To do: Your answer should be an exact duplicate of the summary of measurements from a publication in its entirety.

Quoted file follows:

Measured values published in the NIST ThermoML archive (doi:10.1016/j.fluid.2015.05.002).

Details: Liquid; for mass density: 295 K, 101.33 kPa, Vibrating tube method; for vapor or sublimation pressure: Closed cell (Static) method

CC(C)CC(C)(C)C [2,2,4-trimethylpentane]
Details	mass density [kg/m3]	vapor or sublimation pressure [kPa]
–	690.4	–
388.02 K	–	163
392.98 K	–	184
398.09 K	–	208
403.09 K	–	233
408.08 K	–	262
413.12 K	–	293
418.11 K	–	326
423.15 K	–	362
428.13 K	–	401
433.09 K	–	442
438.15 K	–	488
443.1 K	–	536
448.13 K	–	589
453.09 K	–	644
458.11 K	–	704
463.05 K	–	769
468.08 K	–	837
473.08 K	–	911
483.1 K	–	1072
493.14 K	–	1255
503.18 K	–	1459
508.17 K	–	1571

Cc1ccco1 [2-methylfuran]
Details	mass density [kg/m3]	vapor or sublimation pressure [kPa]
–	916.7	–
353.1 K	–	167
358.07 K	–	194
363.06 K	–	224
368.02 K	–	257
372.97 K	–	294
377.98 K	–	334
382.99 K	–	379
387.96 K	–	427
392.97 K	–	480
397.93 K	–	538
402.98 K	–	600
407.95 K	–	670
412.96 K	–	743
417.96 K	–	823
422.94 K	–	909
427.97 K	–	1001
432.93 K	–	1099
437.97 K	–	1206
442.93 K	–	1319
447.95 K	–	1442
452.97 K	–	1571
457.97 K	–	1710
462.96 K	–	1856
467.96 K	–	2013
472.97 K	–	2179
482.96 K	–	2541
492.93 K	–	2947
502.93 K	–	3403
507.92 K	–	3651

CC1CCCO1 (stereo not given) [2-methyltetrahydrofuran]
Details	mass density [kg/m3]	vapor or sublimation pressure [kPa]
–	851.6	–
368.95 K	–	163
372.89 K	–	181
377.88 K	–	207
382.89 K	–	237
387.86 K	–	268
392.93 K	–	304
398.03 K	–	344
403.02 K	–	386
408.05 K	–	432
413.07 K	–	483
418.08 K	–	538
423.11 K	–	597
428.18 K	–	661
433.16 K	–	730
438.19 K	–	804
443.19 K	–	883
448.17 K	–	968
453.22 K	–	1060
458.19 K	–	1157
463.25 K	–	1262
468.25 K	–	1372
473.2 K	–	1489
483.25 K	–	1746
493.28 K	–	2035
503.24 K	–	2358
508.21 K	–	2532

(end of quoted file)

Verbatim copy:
Measured values published in the NIST ThermoML archive (doi:10.1016/j.fluid.2015.05.002).

Details: Liquid; for mass density: 295 K, 101.33 kPa, Vibrating tube method; for vapor or sublimation pressure: Closed cell (Static) method

CC(C)CC(C)(C)C [2,2,4-trimethylpentane]
Details	mass density [kg/m3]	vapor or sublimation pressure [kPa]
–	690.4	–
388.02 K	–	163
392.98 K	–	184
398.09 K	–	208
403.09 K	–	233
408.08 K	–	262
413.12 K	–	293
418.11 K	–	326
423.15 K	–	362
428.13 K	–	401
433.09 K	–	442
438.15 K	–	488
443.1 K	–	536
448.13 K	–	589
453.09 K	–	644
458.11 K	–	704
463.05 K	–	769
468.08 K	–	837
473.08 K	–	911
483.1 K	–	1072
493.14 K	–	1255
503.18 K	–	1459
508.17 K	–	1571

Cc1ccco1 [2-methylfuran]
Details	mass density [kg/m3]	vapor or sublimation pressure [kPa]
–	916.7	–
353.1 K	–	167
358.07 K	–	194
363.06 K	–	224
368.02 K	–	257
372.97 K	–	294
377.98 K	–	334
382.99 K	–	379
387.96 K	–	427
392.97 K	–	480
397.93 K	–	538
402.98 K	–	600
407.95 K	–	670
412.96 K	–	743
417.96 K	–	823
422.94 K	–	909
427.97 K	–	1001
432.93 K	–	1099
437.97 K	–	1206
442.93 K	–	1319
447.95 K	–	1442
452.97 K	–	1571
457.97 K	–	1710
462.96 K	–	1856
467.96 K	–	2013
472.97 K	–	2179
482.96 K	–	2541
492.93 K	–	2947
502.93 K	–	3403
507.92 K	–	3651

CC1CCCO1 (stereo not given) [2-methyltetrahydrofuran]
Details	mass density [kg/m3]	vapor or sublimation pressure [kPa]
–	851.6	–
368.95 K	–	163
372.89 K	–	181
377.88 K	–	207
382.89 K	–	237
387.86 K	–	268
392.93 K	–	304
398.03 K	–	344
403.02 K	–	386
408.05 K	–	432
413.07 K	–	483
418.08 K	–	538
423.11 K	–	597
428.18 K	–	661
433.16 K	–	730
438.19 K	–	804
443.19 K	–	883
448.17 K	–	968
453.22 K	–	1060
458.19 K	–	1157
463.25 K	–	1262
468.25 K	–	1372
473.2 K	–	1489
483.25 K	–	1746
493.28 K	–	2035
503.24 K	–	2358
508.21 K	–	2532